In the wee hours on Thursday morning, the California Legislature concluded its 2021–2022 legislative session, including finalizing a months-long process of adopting the final details of the state budget and a weeks-long process of passing expansive climate policies.
Every time you purchase an item anywhere in Madera County, you’re charged a half cent tax to fund Measure T, our transportation sales tax. The measure generates about $10.4 million each year, yet many local streets are riddled with potholes; public transportation remains unusable due to infrequent service, long routes, and few bus stops; many schools lack crosswalks and safe drop-off and pick-up areas; and entire communities lack sidewalks and street lighting. Disadvantaged unincorporated communities and communities of color are especially overlooked, and their transportation needs have been repeatedly unaddressed by their own local sales tax dollars.
While existing communities’ transportation needs go unmet, the County is rushing to renew Measure T as a Forever Tax on the November 2022 ballot, despite its 2027 expiration date. They seek to remove its 20-year sunset clause and lock Madera County residents’ taxpayer dollars into an investment plan crafted by the Madera County Transportation Commission (MCTC), paid consultants, Madera County, Chowchilla, and Madera planners’ list of projects — and not based on meaningful resident engagement about where people actually want to see their money go.
Staff and consultants propose to continue using a hefty chunk of Madera County residents’ taxpayer dollars to subsidize sprawl development and polluting industries by using Measure T taxpayer dollars to cover the cost of road expansions while footing the bill for goods movement industries’ impacts on local roads. This plan would create additional miles of roadway when the County is already unable to maintain existing roads; it would fail to address the needs of existing communities, and it would worsen air quality. Meanwhile, Madera County ranks number one in the state for asthma-related emergency room visits.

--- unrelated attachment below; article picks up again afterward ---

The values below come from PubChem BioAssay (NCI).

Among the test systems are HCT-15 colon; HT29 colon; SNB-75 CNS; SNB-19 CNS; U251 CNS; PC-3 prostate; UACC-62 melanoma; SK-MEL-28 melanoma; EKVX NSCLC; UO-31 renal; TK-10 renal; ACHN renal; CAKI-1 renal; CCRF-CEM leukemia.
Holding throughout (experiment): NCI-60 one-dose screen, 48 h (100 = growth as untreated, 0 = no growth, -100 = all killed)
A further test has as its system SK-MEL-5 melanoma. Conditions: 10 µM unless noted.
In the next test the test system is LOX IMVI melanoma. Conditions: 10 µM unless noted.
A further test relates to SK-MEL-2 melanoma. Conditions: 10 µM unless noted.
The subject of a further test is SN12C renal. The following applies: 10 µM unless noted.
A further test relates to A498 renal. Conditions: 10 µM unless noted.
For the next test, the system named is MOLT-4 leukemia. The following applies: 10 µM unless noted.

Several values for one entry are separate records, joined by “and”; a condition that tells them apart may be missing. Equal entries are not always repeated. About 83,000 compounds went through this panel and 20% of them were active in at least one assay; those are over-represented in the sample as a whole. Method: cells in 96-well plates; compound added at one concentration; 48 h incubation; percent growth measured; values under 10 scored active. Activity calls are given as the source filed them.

A Forever Tax is undemocratic, as it strips younger generations of the ability to vote on future transportation funding investments. It is also unwise and short-sighted from a transportation planning perspective; Madera County has changed drastically since Measure T was first passed in 1990 and renewed in 2006. Despite our best efforts at predicting the region’s future, we cannot know what unforeseen challenges and new technologies we will be facing in the year 2047 and beyond. An investment plan created in 2022 may be completely irrelevant in another ten years at the rapid rate that climate change, new technologies, a shifting economy, drought, and a global pandemic are reshaping our society and our region, and when changes get made to the Measure T investment plan, voters deserve the right to get to approve or reject those changes at the ballot.
Measure T doesn’t expire until 2027, so there is no need to rush the renewal. Instead of pushing a Forever Tax on this November’s ballot, we call on elected officials and MCTC staff to initiate a truly equitable and community-driven Measure T renewal process over the course of the next 18 months for the 2024 ballot. Madera County residents should be deeply and meaningfully engaged in a community-driven process led by neutral facilitators. A community-driven process also requires that barriers to participation be eliminated by meeting communities where they live and work and by providing language access, transportation, childcare, and accessible meeting times and locations.
Since Madera County taxpayers are paying for Measure T, they should get to decide how long the renewed Measure should last and where the money will go. Today and tomorrow’s Madera County residents deserve to have equitable, reliable, and affordable transportation options, live in a healthy environment, and feel proud of the community legacy they are passing on to the next generation. Let’s make this happen the right way — together.